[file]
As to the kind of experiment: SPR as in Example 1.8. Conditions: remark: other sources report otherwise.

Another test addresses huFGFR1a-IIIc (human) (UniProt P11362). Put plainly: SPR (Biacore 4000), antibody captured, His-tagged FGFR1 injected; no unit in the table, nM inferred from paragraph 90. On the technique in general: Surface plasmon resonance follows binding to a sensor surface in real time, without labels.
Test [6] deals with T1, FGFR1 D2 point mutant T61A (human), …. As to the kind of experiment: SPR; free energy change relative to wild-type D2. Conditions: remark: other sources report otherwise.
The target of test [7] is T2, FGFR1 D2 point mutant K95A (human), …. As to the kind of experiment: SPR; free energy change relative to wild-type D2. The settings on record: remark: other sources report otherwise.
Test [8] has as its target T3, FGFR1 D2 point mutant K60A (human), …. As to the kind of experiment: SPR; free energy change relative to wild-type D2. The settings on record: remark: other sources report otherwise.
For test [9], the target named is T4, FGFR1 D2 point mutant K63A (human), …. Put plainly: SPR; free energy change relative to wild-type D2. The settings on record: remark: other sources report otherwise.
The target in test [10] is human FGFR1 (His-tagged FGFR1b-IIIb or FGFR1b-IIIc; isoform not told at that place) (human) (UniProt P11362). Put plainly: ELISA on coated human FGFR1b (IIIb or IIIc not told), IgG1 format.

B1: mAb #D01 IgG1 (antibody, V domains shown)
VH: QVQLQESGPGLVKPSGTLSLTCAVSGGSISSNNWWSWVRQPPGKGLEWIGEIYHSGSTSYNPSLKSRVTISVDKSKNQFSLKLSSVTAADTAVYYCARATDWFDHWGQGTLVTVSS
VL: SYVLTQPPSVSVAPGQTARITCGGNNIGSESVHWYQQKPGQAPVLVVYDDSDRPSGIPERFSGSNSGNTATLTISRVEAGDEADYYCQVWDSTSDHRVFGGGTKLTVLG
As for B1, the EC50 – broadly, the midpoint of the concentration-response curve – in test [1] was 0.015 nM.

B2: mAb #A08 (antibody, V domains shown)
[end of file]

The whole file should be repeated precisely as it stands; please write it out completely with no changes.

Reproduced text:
As to the kind of experiment: SPR as in Example 1.8. Conditions: remark: other sources report otherwise.

Another test addresses huFGFR1a-IIIc (human) (UniProt P11362). Put plainly: SPR (Biacore 4000), antibody captured, His-tagged FGFR1 injected; no unit in the table, nM inferred from paragraph 90. On the technique in general: Surface plasmon resonance follows binding to a sensor surface in real time, without labels.
Test [6] deals with T1, FGFR1 D2 point mutant T61A (human), …. As to the kind of experiment: SPR; free energy change relative to wild-type D2. Conditions: remark: other sources report otherwise.
The target of test [7] is T2, FGFR1 D2 point mutant K95A (human), …. As to the kind of experiment: SPR; free energy change relative to wild-type D2. The settings on record: remark: other sources report otherwise.
Test [8] has as its target T3, FGFR1 D2 point mutant K60A (human), …. As to the kind of experiment: SPR; free energy change relative to wild-type D2. The settings on record: remark: other sources report otherwise.
For test [9], the target named is T4, FGFR1 D2 point mutant K63A (human), …. Put plainly: SPR; free energy change relative to wild-type D2. The settings on record: remark: other sources report otherwise.
The target in test [10] is human FGFR1 (His-tagged FGFR1b-IIIb or FGFR1b-IIIc; isoform not told at that place) (human) (UniProt P11362). Put plainly: ELISA on coated human FGFR1b (IIIb or IIIc not told), IgG1 format.

B1: mAb #D01 IgG1 (antibody, V domains shown)
VH: QVQLQESGPGLVKPSGTLSLTCAVSGGSISSNNWWSWVRQPPGKGLEWIGEIYHSGSTSYNPSLKSRVTISVDKSKNQFSLKLSSVTAADTAVYYCARATDWFDHWGQGTLVTVSS
VL: SYVLTQPPSVSVAPGQTARITCGGNNIGSESVHWYQQKPGQAPVLVVYDDSDRPSGIPERFSGSNSGNTATLTISRVEAGDEADYYCQVWDSTSDHRVFGGGTKLTVLG
As for B1, the EC50 – broadly, the midpoint of the concentration-response curve – in test [1] was 0.015 nM.

B2: mAb #A08 (antibody, V domains shown)